After Sensex crash, RBI, Sebi say ready to take action
Reserve Bank of India and Securities and Exchange Board of India on Sunday put out a statement that they are closely monitoring recent developments in financial markets and are ready to take appropriate actions, if necessary.
Reserve Bank of India and Securities and Exchange Board of India on Sunday put out a statement that they are closely monitoring recent developments in financial markets and are ready to take appropriate actions, if necessary. Government sources say that they are looking at the challenges faced by IL&FS and studying various solutions.
The statement comes after the market rout on Friday, which saw the Sensex tank more than 1,127 points during intra-day trading following a run on stocks of non-banking financial companies. It recovered later in the day to close just 279.62 points down.
The statement by the regulators and the signals from the government suggest that there is no cause for concern.
Rumours of a debt contagion spread by a section spooked the market and resulted in the dramatic yoyo in the Sensex on Friday, this is being monitored closely by Sebi.
Earlier, last week liquidity issues faced by IL&FS had made the market nervous. IL&FS is planning to sell a majority stake in its financial services unit and additional assets worth Rs 4,500 crore to pay down debts as the company rushes to meet its obligations and avoid bankruptcy.
“The Reserve Bank of India and the Securities and Exchange Board of India are closely monitoring recent developments in financial markets and are ready to take appropriate actions, if necessary,” said the regulators in a statement.
According to sources, the possible action that RBI can take is to infuse liquidity in the money markets to bring down the yields in the bond market while Sebi can step up their surveillance on market participants who are dumping assets to take advantage of the bearish sentiment in the market.
“This will help the investors to gain confidence. The regulators have taken such step before during the ICICI Bank case and it turned out to be good at that time. So, it is definitely going to help the market. The crash was more of a perception thing,” G Chokkalingam, managing director and founder at Equinomics and Research, said.
State Bank of India (SBI) chairman Rajnish Kumar also came out strongly in support of the NBFCs, saying there is no liquidity pressure and their credit profiles are strong.
Kumar told DNA Money, “The market sell-off on Friday was a knee-jerk reaction, which will harden the rates on corporate bonds. We have a large loan exposure to the NBFCs and they are all in good health. IL&FS had an issue which can be reversed when they sell their large portfolio of non-core assets, I don’t see any problems.”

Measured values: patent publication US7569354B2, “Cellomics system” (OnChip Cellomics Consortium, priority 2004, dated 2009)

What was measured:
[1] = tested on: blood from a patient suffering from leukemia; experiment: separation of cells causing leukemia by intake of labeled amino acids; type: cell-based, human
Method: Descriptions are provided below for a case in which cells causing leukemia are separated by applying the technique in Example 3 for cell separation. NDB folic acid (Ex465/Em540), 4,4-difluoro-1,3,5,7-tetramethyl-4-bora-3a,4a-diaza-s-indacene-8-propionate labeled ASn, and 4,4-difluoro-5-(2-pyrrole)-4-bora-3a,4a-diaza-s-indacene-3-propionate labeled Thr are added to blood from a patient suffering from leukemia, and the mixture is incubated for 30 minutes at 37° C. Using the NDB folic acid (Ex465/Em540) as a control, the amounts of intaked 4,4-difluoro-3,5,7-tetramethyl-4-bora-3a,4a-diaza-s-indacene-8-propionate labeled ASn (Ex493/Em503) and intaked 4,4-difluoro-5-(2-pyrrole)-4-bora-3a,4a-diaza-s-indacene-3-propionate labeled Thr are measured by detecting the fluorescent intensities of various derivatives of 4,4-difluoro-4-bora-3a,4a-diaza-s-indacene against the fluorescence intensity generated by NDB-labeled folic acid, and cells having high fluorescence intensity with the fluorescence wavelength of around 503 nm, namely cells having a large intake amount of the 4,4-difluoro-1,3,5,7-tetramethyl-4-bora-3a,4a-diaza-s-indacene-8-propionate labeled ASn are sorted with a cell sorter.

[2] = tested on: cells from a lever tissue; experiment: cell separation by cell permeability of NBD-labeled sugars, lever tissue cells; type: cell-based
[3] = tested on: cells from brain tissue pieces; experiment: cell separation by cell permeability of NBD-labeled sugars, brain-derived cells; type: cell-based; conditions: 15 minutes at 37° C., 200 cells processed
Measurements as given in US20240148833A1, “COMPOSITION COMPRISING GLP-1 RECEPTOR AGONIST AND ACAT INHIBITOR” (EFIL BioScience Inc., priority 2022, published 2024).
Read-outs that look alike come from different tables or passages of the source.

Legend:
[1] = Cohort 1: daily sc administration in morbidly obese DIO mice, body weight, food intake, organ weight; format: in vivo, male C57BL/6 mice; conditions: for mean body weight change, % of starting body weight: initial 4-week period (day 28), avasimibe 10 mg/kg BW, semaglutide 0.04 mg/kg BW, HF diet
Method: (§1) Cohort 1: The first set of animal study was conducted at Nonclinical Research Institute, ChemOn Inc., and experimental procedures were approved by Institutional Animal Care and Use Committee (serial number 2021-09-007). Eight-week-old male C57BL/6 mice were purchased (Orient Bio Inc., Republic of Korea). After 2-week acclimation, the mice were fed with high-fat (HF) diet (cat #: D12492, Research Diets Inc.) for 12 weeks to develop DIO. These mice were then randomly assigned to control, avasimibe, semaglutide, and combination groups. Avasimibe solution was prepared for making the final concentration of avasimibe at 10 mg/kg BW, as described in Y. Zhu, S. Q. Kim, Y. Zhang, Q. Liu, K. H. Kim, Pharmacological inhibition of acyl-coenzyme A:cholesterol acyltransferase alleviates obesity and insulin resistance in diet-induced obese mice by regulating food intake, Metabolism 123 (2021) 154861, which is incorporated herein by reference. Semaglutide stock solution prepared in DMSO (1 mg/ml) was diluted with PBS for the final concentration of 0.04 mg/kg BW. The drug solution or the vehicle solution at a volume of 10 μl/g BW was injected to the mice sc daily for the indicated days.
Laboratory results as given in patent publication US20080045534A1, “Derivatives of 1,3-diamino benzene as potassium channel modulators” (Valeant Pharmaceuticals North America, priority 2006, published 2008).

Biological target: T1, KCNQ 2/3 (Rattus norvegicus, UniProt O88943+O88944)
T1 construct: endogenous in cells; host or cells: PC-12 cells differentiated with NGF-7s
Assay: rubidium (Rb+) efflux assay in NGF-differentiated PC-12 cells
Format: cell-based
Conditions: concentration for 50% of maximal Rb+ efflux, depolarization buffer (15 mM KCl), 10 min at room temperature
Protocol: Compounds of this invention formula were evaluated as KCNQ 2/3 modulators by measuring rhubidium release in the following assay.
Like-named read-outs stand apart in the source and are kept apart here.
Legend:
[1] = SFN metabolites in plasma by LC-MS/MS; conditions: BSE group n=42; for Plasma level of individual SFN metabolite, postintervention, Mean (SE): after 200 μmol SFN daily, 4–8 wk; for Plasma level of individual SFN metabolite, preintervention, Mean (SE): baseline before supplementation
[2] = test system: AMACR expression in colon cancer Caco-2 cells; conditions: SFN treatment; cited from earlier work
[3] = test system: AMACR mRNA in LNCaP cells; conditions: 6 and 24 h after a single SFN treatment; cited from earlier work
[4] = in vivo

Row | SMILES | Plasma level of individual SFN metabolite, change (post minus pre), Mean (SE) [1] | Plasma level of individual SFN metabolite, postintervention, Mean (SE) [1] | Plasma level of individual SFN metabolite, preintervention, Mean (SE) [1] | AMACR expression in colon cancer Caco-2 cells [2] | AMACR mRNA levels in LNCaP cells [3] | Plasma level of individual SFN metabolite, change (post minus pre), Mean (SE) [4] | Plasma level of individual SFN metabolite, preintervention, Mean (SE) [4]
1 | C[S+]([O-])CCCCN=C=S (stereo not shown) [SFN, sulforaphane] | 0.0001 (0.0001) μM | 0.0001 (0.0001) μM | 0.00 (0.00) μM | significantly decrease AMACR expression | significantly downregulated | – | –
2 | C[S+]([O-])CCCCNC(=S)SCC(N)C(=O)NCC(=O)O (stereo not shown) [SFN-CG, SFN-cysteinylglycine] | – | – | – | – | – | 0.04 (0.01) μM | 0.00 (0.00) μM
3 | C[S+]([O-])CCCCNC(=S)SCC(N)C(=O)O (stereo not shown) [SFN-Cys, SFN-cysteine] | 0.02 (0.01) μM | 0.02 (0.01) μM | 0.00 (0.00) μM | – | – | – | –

Rumours are being circulated that SBI is wary of lending to NBFCs. “These rumours are baseless. SBI lends support to NBFCs in private and public sector within the regulatory policy framework and will continue to do so,” Kumar said separately in a statement.
The panic was triggered off last week when DSP, a mutual fund company, dumped non-convertible debentures (NCDs), a short-term debt instrument, of housing finance company DHFL worth Rs 300 crore at a yield of 11%. Though there was no redemption pressure on the fund, it was an overcautious move triggered after infrastructure financier IL&FS defaulted on loans to Sidbi and IDBI Bank. IL&FS has a debt of Rs 91,000 crore and is banned by RBI from accessing the commercial paper market until next year. Until July 6 this year, IL&FS was rated AAA, putting the rating agencies also under the scanner.
Keki Mistry, vice chairman and managing director of HDFC, said, “There was unnecessary panic in the market. Some companies may have a high debt-equity ratio, but for us it is only three times the debt.”
Bankers said the liquidity tightness is due to advance tax and GST payments sucking out money from the system and the government yet to start spending.
“Most of the housing finance companies are managing their asset liability well and there is no possibility of any further default. DSP selling off its holding in DHFL was an ultra-conservative reaction, which accentuated the liquidity situation,” said head of debt markets at a private bank.
“The interest rates on corporate bonds will shoot up by at least 0.40% to 0.50%. In fact, it will be difficult for NBFCs to raise money in the market until the market participants are going to be more responsible,” Ajay Manglunia, executive vice-president at Edelweiss Finance, said.
“Some recovery or bounce could be seen. The trend has turned negative, so need to see whether follow up buying happens or not. The index has been making the lower top-lower bottom, and till it doesn’t cross and hold above 11333 zones the trend could remain shaky,” Chandan Taparia, derivatives and technical analyst, Motilal Oswal Financial Services, said.
Source: DNA Money